Jury selection begins for trial of Jeffrey Willis for the murder of Rebekah Bletsch

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MUSKEGON, Mich. - Jury selection began Tuesday for the trial of Jeffrey Willis, charged with the murder of Rebekah Bletsch.

Willis is accused of killing Rebekah Bletsch, 36, while she was jogging on a Muskegon County road in June 2014 about a mile from her home.  Willis was arrested in 2016 after he allegedly abducted a 16-year-old girl who testified she escaped as Willis pointed a gun at her.

Police searches of Willis' van led investigators to the gun they say was used to murder Bletsch. Since his arrest, Willis was also charged with the kidnapping and murder of Jessica Heeringa, a mother in Muskegon who has been missing since April 2013.

Rebekah Bletsch

Jury selection Tuesday moved along methodically and slowly, but methodically.  326 potential jurors were summoned for the trial and as of 2:00 p.m. Tuesday, seven had been interviewed.  By 4:00 p.m. about a dozen had been interviewed. Earlier this week, the prosecution and defense said they thought the jury selection process would take two days, though timing is difficult to predict.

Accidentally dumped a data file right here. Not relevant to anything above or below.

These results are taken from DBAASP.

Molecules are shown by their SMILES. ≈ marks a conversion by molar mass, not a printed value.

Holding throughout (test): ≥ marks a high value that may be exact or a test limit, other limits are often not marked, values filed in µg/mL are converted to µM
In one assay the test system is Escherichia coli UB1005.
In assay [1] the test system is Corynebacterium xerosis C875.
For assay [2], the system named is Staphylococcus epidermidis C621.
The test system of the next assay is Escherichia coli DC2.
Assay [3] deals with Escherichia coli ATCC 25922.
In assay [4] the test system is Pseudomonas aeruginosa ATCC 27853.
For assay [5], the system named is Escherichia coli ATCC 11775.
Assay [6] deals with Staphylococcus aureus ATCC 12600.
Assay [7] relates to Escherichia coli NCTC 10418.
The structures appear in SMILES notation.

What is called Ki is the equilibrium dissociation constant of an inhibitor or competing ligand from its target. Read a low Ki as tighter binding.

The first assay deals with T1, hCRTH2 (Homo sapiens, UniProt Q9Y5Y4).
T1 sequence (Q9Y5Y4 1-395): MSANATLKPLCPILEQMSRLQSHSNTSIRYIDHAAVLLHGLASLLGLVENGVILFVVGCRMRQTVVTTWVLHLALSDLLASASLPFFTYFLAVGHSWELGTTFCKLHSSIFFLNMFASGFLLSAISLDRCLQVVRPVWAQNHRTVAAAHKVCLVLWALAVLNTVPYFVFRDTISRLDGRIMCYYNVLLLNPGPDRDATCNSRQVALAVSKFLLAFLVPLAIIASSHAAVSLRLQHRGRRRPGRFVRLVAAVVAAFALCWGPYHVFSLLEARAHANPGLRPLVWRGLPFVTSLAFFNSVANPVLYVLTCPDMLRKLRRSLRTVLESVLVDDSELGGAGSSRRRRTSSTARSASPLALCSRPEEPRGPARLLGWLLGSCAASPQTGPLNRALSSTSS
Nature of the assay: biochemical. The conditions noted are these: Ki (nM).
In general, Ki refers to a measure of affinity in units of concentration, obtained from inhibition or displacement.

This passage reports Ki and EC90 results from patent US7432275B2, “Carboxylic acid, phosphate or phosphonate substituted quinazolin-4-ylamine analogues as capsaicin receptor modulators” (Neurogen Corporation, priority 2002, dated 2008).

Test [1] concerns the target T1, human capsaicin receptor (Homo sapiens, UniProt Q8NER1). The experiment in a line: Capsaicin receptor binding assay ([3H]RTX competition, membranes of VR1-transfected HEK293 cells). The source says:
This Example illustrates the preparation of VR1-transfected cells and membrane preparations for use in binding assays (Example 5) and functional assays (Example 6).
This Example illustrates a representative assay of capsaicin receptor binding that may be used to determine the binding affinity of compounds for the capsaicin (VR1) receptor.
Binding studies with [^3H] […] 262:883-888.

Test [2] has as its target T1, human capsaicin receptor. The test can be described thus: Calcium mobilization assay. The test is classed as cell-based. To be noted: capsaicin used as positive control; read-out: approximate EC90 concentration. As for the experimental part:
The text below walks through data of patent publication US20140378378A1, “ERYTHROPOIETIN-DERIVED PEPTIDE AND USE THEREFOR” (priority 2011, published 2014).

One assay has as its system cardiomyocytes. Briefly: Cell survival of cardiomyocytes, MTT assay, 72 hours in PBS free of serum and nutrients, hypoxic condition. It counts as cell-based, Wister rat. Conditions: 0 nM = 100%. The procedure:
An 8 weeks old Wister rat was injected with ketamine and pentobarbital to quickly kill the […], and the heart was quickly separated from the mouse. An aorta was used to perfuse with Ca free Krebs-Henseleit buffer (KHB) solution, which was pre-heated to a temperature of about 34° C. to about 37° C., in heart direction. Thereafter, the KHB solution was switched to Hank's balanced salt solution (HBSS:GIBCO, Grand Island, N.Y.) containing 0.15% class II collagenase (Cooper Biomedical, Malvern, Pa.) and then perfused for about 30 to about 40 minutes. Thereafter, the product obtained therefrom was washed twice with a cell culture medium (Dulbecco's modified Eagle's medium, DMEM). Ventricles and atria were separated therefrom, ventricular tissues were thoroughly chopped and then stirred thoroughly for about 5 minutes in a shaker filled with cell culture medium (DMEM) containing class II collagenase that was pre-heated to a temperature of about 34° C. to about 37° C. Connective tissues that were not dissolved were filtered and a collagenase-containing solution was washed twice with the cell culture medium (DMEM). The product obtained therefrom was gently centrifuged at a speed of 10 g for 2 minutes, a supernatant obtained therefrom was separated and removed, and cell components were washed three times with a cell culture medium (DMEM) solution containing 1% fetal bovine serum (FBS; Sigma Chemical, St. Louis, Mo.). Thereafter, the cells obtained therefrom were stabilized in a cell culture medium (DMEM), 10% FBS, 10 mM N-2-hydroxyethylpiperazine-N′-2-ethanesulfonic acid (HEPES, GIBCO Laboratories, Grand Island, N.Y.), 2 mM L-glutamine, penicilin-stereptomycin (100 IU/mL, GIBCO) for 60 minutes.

Last week, Judge William Marietti held off on ruling on a defense motion to move the trial to a different venue, due to the high-profile nature of the case.  He said he wanted to see if they could seat an unbiased jury in Muskegon County, hence this large jury pool.

Prospective jurors were given a written questionnaire when they arrived Tuesday morning. As selection wrapped Tuesday, attorneys say they expect to begin questioning 67 further prospective jurors Wednesday, and are calling three people back for continued questioning Thursday.

Former Muskegon County Chief Assistant Prosecutor Brett Gardner spoke to FOX 17 regarding the nature of this case, calling the jury selection process "an art" but stressful. In his nearly three decades serving the county he says he was able to successfully seat a fair jury while trying high-profile cases. Specifically Gardner referred to the trial against Bartley James Dobben:

"I tried a very high-profile case back in 1989, had a lot of jurors come in, and just about everybody had formulated an opinion as to the guilt or innocence of the individual," said Gardner.

"But, when they were questioned by the lawyers, when they were questioned by the judge, would they be able to set that opinion aside and be fair to the defendant, and base their decisions solely on the evidence, they were able to say they were. And I think we did seat a fair jury and had a fair verdict."

We'll have updates throughout the trial on FOX 17 News.

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